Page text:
Learning to prepare hauling systems for rope rescue

McWilliams, Brenna (2019) Learning to prepare hauling systems for rope rescue. Masters thesis, Memorial University of Newfoundland.

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Introduction: While there is a good understanding of how anxiety impacts skill performance, we understand less about how anxiety affects the learning process. We attempted to create an environment that caused anxiety by having people practice the skill of preparing rope rescue hauling systems (3:1 & 5:1) at height. Methods: Participants were assigned to a Low practice group, that completed training in a general classroom setting; and a High practice group, that trained at a 14m height. Retention tests, to assess learning, were completed one week after practice. All participants were tested on the hauling systems at an elevated height and in a classroom setting. A checklist of each element of the hauling systems was used to assess configuration performance error scores. Movement time (MT) of the preparation was recorded for each trial. Cognitive anxiety was examined through a Likert Scale delivered after each trial. Somatic anxiety was observed using a Zephyr Bioharness system, which measured heart rate (HR) and heart rate variability (HRV). Results: Configuration performance during practice was lower for the High practice group compared to the Low practice group. Perceived anxiety decreased with practice. During retention, which reflected learning, perceived anxiety was higher for the low practice location (classroom) compared to the high practice (elevated) testing location. MT was longest for the complex 5:1 system when performing at height. Conclusion: The current study is one of the first studies to assess rope rescue skills and anxiety induced by different complexities and environments. Performance at height, when there are cognitive challenges (the difficulty associated with completing the 5:1 system) is impaired. However, training at height does not appear to influence this effect. As well, trainees should practice all complexities or specific skills that need to be learned multiple times.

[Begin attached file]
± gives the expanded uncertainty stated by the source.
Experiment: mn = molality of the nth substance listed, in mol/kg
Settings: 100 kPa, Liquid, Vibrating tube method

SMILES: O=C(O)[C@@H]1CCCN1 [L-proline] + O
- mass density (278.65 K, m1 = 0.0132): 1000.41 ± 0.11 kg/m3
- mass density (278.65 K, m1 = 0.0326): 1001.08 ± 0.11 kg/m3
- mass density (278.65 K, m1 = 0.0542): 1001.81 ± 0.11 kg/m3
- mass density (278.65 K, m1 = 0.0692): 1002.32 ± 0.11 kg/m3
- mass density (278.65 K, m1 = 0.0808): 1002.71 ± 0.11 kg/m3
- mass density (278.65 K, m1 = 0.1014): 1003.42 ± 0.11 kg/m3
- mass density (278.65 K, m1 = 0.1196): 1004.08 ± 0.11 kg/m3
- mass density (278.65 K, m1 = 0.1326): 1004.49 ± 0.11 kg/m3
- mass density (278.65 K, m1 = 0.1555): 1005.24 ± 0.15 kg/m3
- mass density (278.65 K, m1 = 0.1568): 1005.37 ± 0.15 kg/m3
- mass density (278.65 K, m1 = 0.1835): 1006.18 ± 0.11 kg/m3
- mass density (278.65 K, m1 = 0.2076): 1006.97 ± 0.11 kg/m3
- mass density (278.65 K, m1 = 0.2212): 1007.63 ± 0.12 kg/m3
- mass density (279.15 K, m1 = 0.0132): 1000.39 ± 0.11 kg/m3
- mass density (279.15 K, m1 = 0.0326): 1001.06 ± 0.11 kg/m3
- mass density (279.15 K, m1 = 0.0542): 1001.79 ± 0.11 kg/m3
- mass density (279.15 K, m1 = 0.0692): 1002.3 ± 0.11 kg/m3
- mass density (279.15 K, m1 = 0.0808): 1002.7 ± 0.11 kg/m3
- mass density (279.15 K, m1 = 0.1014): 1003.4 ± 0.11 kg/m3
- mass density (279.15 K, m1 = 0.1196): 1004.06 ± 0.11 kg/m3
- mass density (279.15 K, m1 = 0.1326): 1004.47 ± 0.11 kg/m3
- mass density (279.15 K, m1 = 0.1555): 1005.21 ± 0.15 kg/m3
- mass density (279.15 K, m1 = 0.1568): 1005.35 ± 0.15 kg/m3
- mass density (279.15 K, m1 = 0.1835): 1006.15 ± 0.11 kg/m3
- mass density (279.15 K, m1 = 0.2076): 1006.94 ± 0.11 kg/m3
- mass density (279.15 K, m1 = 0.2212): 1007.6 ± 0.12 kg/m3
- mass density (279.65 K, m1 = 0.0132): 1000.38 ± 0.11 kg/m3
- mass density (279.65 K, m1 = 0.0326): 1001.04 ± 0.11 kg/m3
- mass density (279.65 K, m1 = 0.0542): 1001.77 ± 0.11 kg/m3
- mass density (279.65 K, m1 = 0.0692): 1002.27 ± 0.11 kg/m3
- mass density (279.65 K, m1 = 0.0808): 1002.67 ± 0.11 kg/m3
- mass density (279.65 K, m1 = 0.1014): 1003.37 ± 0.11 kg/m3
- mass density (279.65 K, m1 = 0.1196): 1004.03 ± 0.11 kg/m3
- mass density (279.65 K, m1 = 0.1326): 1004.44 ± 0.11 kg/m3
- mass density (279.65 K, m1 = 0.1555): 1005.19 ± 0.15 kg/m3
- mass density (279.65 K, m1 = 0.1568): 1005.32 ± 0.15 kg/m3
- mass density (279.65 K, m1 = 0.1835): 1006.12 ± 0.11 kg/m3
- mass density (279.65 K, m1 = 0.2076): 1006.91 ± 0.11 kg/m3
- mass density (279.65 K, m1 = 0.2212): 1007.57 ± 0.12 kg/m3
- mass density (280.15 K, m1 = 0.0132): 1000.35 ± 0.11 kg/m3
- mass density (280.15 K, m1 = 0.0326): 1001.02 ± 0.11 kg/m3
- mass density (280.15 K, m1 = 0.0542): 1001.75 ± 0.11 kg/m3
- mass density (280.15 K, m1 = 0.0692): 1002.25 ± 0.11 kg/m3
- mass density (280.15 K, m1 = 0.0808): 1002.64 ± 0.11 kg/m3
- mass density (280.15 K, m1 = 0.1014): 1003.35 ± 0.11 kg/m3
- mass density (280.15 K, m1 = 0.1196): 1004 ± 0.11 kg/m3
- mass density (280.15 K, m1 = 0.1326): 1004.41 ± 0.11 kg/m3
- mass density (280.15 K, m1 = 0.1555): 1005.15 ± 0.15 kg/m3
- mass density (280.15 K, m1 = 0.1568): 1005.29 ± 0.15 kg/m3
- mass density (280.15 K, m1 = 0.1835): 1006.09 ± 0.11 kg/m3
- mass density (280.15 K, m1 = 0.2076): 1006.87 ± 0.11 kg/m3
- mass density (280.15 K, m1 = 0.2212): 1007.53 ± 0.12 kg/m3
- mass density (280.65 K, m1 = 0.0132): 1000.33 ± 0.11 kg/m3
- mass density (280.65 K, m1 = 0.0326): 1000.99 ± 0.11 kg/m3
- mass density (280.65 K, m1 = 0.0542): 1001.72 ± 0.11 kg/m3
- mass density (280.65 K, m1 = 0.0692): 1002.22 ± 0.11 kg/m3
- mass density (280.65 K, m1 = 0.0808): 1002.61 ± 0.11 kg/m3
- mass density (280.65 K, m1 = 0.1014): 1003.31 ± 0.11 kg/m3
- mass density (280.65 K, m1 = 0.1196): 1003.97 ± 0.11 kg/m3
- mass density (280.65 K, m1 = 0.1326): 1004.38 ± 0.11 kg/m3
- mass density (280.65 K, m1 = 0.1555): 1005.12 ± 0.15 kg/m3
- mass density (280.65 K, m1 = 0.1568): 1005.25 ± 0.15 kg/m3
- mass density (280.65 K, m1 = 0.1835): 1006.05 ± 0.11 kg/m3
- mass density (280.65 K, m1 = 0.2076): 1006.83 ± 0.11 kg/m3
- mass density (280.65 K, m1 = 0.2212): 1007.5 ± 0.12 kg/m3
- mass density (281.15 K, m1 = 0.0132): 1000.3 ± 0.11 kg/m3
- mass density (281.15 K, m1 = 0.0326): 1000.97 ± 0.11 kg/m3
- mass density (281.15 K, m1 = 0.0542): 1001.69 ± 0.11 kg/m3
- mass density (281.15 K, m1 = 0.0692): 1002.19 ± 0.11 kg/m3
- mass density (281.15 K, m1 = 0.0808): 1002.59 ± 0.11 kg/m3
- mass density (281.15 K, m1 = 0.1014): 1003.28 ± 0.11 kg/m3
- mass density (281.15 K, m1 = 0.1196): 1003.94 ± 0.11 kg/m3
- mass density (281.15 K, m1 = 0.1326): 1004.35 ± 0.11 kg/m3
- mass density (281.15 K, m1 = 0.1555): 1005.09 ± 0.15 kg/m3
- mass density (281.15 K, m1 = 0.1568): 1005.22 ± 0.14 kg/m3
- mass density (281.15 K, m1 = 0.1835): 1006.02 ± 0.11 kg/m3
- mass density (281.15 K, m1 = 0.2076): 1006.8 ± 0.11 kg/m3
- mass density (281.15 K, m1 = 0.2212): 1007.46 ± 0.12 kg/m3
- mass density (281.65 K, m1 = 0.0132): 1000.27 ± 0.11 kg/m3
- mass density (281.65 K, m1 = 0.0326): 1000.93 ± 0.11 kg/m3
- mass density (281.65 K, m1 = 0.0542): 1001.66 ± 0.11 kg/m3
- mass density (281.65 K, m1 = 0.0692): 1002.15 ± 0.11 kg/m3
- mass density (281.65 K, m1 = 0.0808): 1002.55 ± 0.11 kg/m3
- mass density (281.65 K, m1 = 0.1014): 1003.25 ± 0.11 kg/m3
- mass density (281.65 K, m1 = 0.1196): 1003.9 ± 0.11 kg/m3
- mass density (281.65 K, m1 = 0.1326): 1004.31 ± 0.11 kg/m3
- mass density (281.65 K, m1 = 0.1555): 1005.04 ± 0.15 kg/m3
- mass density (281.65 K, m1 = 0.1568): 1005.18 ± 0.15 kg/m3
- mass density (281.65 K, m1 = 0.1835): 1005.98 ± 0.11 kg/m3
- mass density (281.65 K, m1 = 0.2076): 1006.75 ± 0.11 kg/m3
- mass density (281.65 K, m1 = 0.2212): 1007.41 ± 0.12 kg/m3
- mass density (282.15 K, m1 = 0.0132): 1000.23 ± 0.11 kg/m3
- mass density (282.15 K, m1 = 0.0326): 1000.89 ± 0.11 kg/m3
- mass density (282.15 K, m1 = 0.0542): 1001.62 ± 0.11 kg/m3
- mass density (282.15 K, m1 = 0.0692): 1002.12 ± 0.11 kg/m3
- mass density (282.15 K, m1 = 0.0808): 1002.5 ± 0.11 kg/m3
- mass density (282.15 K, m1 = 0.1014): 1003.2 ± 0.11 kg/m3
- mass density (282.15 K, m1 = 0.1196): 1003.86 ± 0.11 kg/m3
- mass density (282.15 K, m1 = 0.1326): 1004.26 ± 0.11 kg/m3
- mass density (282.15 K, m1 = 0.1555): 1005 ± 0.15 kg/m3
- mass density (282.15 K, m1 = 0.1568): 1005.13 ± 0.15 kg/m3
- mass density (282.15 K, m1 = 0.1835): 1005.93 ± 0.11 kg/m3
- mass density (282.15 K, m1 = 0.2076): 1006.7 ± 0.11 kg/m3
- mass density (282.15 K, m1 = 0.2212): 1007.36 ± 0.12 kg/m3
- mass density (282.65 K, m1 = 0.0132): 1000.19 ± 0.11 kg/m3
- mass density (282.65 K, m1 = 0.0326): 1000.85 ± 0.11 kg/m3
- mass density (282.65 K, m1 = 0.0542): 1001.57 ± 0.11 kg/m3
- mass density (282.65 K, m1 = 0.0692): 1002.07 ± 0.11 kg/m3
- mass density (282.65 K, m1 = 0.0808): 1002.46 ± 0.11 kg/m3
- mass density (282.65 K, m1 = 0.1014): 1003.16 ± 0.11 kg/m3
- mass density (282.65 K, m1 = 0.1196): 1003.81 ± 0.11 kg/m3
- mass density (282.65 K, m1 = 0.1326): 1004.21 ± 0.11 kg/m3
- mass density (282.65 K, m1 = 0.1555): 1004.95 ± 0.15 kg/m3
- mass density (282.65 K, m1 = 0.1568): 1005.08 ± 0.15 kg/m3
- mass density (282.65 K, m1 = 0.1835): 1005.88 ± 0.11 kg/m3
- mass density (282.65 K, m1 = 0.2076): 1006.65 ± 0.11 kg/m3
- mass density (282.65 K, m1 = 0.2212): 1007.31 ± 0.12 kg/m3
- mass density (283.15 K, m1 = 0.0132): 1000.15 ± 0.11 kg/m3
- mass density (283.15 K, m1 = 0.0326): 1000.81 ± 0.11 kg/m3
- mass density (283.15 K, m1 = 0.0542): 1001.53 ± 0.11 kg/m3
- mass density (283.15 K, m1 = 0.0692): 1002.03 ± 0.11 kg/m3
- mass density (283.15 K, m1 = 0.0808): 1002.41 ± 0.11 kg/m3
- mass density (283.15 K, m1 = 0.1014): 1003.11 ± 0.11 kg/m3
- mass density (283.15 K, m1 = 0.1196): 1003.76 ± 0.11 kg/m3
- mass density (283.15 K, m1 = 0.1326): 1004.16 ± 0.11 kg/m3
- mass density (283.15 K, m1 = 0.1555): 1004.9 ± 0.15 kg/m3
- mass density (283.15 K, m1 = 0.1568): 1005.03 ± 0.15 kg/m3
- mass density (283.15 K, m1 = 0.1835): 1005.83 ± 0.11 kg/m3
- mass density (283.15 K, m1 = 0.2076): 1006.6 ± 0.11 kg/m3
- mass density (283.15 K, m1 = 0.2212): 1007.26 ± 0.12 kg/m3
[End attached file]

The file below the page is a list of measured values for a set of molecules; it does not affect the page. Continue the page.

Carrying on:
Item Type: Thesis (Masters)
URI: http://research.library.mun.ca/id/eprint/13901
Item ID: 13901
Additional Information: Includes bibliographical references.
Keywords: task complexity, anxiety, performance, environment, training, rope rescue
Department(s): Human Kinetics and Recreation, School of > Kinesiology
Date: May 2019
Date Type: Submission
Library of Congress Subject Heading: Learning, Psychology of; Motor learning--Psychological aspects; Anxiety

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